While the full effects of Brexit have yet to take effect, this year has seen huge changes in logistics and supply chain disruptions that are disproportionately affecting FMCG companies on both sides. Let’s take a closer look.

Given the progression of the transition, it will be years before we are fully “post-Brexit”, and perhaps decades before we can measure the full effects. However, a few months into 2021 we can begin to make some assessments and predictions. Despite the media’s focus on grocery stores, medications, fishing, and so forth, the industry that is most affected by Brexit, and best informed of the current effects, is the logistics industry. 

Changes in Transit Patterns

There is surprising disagreement about changes in the volume of post-Brexit trade, with the UK’s Road Haulage Association claiming a sharp decline, while the UK government claims a return to near-normal (or as close as can be expected during a pandemic). These ought to be independently verifiable facts, not subject to varying claims and opinions, but the one thing that isn’t disputed is the dramatic shift in haulage patterns between the UK and the EU.  

  • Transitioning from road haulage to air cargo. Road transport used to be the most popular and efficient way to transport goods from the UK to the EU, with UK lorries contributing a whopping 8% of the total road transport in the EU. However, paperwork delays and congestion have caused a dramatic shift to air transport, with 200% more air cargo into the UK so far in 2021 compared to 2020. This is in part caused by a shipping container shortage in Asia, causing delays in global marine shipping, air cargo is faster, more efficient, and a boon to an air industry suffering from the sharp decline in passenger flights.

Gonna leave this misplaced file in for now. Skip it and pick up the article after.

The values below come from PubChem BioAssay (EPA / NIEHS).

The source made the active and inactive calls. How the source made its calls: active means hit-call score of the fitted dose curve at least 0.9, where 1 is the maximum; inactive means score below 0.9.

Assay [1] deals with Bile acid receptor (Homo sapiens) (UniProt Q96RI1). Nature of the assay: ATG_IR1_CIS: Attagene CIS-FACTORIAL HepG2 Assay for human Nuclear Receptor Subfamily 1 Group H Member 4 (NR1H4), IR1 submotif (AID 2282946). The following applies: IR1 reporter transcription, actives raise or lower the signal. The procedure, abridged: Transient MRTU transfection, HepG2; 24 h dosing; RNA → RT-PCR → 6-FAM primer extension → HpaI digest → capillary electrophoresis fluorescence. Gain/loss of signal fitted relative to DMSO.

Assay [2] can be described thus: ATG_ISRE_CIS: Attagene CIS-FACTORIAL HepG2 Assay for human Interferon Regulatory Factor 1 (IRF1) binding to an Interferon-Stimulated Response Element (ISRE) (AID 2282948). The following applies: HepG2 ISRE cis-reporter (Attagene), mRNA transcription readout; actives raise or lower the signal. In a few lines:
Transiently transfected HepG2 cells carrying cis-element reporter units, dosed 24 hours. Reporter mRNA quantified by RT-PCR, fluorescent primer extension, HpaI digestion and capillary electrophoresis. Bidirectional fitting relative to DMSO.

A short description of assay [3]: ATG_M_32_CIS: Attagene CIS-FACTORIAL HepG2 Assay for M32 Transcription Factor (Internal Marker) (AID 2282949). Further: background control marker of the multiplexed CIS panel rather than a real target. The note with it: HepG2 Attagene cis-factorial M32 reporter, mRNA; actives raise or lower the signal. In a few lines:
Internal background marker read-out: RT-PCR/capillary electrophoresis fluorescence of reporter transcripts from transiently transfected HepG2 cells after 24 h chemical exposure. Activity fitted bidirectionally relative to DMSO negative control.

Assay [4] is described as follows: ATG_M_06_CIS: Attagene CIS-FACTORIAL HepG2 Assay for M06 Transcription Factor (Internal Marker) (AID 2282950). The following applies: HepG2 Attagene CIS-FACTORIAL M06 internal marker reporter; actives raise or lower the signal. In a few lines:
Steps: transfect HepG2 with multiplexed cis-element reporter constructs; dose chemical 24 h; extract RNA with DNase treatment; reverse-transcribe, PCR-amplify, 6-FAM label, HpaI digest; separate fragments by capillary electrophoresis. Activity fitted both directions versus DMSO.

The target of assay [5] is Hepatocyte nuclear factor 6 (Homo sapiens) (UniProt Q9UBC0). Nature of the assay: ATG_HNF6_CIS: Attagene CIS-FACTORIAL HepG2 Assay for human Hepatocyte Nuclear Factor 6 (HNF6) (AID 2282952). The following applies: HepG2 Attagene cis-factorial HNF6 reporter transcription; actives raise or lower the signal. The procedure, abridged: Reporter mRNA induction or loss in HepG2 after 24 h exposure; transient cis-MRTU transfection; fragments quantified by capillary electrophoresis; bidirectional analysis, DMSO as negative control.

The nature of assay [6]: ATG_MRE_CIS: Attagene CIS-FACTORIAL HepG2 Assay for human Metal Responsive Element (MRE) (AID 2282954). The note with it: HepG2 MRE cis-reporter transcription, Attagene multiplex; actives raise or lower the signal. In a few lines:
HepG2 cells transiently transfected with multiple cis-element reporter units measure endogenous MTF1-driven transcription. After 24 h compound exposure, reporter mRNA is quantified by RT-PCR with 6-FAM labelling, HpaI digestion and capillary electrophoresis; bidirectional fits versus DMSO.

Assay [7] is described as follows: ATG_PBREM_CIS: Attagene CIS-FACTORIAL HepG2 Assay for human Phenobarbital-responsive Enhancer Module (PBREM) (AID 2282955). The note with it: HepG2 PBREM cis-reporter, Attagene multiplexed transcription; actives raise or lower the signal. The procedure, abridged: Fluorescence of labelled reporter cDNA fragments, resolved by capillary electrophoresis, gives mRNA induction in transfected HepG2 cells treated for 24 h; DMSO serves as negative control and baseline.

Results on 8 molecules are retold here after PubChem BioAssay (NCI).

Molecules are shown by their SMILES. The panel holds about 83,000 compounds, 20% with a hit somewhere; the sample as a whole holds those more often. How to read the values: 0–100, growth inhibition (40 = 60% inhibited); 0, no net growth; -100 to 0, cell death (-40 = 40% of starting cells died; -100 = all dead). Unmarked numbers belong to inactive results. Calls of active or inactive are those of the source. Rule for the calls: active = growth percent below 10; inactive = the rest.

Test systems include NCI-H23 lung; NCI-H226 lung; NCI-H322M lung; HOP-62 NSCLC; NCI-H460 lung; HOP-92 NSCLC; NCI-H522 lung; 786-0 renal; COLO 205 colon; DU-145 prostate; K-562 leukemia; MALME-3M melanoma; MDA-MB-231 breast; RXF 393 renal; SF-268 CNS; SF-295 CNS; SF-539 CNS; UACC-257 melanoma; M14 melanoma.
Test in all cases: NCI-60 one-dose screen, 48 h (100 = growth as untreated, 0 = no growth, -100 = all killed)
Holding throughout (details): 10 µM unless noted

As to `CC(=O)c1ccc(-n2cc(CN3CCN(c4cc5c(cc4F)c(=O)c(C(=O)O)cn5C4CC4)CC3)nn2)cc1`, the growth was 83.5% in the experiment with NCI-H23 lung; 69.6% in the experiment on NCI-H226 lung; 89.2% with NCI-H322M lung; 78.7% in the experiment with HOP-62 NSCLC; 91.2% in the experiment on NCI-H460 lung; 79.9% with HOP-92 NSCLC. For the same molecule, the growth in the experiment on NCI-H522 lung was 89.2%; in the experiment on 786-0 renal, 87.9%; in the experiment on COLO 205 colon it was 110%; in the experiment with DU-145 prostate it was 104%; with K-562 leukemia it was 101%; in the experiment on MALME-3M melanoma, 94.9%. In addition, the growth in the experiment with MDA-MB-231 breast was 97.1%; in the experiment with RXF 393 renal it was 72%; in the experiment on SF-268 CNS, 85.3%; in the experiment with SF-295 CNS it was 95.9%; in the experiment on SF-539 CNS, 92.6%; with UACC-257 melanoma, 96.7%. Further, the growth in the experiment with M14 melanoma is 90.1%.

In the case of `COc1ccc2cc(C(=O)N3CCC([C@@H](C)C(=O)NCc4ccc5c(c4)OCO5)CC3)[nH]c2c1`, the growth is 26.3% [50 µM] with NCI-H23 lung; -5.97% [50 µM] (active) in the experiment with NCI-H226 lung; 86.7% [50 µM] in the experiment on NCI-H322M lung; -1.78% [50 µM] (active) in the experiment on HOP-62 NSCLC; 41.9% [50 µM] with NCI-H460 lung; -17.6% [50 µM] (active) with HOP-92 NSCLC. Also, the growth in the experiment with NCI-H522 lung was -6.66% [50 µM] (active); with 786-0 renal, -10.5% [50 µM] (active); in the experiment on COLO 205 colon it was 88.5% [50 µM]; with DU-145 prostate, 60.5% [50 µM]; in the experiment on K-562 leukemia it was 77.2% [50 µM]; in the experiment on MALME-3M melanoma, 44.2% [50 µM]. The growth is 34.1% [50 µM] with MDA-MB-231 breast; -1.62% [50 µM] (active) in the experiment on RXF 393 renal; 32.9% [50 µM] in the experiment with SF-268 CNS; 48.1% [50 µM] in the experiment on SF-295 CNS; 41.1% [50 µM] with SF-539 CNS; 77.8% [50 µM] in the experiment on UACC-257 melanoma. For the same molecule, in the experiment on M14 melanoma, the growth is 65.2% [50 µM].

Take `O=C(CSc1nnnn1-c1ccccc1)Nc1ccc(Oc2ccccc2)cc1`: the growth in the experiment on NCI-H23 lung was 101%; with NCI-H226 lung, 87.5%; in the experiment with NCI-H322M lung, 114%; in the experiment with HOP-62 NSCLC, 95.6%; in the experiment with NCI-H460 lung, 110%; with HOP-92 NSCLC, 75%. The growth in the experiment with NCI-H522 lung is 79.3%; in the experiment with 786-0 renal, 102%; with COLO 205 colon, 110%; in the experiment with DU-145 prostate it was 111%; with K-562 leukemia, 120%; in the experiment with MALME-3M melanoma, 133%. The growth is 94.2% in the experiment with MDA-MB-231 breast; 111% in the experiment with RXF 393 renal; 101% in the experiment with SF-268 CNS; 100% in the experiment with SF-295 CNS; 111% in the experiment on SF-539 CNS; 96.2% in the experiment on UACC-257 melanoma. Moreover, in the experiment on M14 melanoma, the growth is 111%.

• New maritime trade routes. While there have been regular ferry crossings from Ireland to France for decades, a new need to avoid British ports has caused a sudden explosion of new crossings and new connections between Ireland and the continent. A new Dublin-Cherbourg freight route added on Jan 23 sold out its first day, carrying more than 175 trucks from Ireland to France. The traditional Rosslare-Cherbourg ferry and the new Dublin-Cherbourg ferry have been joined in recent weeks by new sea freight routes from Rosslare to Dunkirk, closer to the heart of Europe. While these new routes are slower than road haulage, they avoid complex border checks and provide greater certainty regarding shipping times. Ferry traffic from Ireland to Great Britain has decreased by 49% in 2021, while traffic to France has increased by 102%, with 3X more weekly crossings. In fact, freight traffic from Rosslare to Europe was up 446% in Jan 2021 compared with a year before. This has caused surprising local growth in jobs, as government agencies, shipping lines, and port authorities have had to dramatically scale up their staff.